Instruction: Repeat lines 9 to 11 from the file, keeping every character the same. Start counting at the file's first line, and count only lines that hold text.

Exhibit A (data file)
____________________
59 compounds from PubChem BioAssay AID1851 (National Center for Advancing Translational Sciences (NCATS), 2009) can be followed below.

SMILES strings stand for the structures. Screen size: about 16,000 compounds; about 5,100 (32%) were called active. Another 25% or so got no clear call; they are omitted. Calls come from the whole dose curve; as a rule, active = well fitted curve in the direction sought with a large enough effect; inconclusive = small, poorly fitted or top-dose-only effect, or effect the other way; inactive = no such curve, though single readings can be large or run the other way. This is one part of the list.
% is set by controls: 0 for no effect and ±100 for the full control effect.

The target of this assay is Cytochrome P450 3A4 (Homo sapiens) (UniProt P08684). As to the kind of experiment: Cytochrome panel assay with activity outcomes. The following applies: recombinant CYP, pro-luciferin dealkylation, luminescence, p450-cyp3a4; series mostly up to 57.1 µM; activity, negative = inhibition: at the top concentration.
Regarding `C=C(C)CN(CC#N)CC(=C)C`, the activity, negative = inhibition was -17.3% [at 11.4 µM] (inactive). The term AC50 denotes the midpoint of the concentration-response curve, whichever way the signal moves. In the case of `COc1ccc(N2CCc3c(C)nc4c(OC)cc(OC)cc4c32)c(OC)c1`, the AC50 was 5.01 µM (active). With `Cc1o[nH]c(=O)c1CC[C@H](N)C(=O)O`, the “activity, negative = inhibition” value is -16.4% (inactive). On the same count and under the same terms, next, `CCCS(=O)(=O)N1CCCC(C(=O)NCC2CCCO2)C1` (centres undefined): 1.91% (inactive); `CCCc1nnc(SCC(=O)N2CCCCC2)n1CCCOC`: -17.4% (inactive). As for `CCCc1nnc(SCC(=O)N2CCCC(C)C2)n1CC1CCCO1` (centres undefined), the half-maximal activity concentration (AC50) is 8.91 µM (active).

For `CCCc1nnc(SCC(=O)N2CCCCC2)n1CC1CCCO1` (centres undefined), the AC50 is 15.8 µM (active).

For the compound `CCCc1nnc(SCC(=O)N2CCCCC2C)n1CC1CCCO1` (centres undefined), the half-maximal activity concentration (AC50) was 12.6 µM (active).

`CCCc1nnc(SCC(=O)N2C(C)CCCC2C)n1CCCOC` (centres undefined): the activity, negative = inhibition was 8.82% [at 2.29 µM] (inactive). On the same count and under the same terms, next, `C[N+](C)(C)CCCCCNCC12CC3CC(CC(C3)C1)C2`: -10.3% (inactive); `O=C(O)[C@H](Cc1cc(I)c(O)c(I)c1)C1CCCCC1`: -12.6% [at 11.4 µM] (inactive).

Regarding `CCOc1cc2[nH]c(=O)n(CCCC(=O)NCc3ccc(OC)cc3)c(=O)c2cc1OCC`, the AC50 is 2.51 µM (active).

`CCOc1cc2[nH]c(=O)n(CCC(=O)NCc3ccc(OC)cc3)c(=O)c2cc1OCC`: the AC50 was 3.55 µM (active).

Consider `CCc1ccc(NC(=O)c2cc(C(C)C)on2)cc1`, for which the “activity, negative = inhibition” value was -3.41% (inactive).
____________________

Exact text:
Regarding `CCOc1cc2[nH]c(=O)n(CCCC(=O)NCc3ccc(OC)cc3)c(=O)c2cc1OCC`, the AC50 is 2.51 µM (active).

`CCOc1cc2[nH]c(=O)n(CCC(=O)NCc3ccc(OC)cc3)c(=O)c2cc1OCC`: the AC50 was 3.55 µM (active).

Consider `CCc1ccc(NC(=O)c2cc(C(C)C)on2)cc1`, for which the “activity, negative = inhibition” value was -3.41% (inactive).